Finally, our results are particularly promising for therapists who see patients in the outpatient setting without access to a balance or vestibular disorders specialty clinic. The findings have strong clinical utility, or practicality, for most therapists working with older adults since diagnosis and treatment were based on clinical tests, measures, and interventions accessible to all clinics. In a previous randomized trial, researchers22 relied upon clinical results of Dix‐Hallpike testing as their inclusion criteria. All patients in the study also underwent bedside vestibular testing including oculomotor tests, positional tests, Romberg and tandem gait tests.
There were several limitations in this study that must be considered when examining the results. First, in this retrospective study the records of all patients in a cohort were reviewed and there was no mechanism to control sample distribution. As such, there were a greater number of patients who received 24 hour posttreatment instructions. The substantial difference in group sizes limited our ability to make direct comparisons to determine whether they were equally effective in producing positive treatment outcomes. Instead, pre‐ and postdata for each group was presented. A prospective study with random group assignment would lead to more equal distribution among the groups for comparison. The most that can be said is that both groups improved regardless of the length of postural restrictions issued in the post treatment guidelines.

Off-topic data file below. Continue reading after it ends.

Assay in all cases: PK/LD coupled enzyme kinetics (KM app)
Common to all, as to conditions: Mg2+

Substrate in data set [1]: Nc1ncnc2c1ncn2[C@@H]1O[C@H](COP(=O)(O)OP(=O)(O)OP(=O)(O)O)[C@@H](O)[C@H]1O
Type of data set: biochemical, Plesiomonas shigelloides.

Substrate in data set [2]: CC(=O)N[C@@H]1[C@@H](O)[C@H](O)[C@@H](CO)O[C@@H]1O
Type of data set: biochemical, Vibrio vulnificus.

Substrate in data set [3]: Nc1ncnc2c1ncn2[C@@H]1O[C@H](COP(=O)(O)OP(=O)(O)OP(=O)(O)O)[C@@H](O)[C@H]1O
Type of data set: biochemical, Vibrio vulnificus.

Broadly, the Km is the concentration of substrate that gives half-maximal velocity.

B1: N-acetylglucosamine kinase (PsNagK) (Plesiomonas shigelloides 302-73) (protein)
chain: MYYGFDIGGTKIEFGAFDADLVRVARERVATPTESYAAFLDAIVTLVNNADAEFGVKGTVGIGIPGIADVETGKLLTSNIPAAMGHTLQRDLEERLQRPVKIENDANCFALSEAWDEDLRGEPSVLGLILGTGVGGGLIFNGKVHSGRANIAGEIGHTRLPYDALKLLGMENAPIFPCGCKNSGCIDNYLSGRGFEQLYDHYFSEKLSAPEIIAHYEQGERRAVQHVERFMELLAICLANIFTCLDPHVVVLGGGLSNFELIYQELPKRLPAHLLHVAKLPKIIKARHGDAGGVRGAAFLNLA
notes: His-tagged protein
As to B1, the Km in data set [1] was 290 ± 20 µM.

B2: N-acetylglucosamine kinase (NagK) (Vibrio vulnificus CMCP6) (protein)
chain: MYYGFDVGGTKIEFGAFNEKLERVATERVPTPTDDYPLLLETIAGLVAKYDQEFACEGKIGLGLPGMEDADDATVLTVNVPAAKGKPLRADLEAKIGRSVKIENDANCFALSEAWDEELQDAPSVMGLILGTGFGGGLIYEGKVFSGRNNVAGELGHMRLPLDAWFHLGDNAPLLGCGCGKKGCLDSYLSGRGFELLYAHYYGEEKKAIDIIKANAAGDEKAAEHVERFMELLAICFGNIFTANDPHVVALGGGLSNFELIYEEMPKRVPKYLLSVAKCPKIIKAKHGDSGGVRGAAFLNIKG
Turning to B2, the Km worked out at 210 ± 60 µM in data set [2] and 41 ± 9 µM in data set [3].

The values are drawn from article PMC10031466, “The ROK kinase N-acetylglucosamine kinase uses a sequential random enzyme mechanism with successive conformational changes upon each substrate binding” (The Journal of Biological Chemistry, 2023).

A second limitation was that this study was completed at a single outpatient clinic. This potentially limits the degree to which the findings from this study can be generalized to the larger population of patients diagnosed with BPPV. However, the current sample of patients was similar to previous studies with respect to gender distribution (females > males)1,2,5,14,26,28 and age range,1,4,10,12,13,29 which enhances the credibility of our findings, particularly for the 24 hour group. Hilton and Pinder19 reported BPPV is twice as common in females, which is similar to our distribution.
Inconsistencies in documentation, a particular challenge for retrospective reviews of patient records, were noted. Missing data on the outcome measures of vertigo frequency and duration of provoked symptoms precluded analysis of these specific measures. At times, there was inconsistent collection of data regarding patients' symptoms. For example, for some patients, vertigo intensity was documented as mild/moderate/severe, instead of ratings on a 0–10 scale. As such, data analysis was limited to those outcome measures present in the majority of medical records. This contributed to the small number of patients in the 48 hour group with complete data for analysis.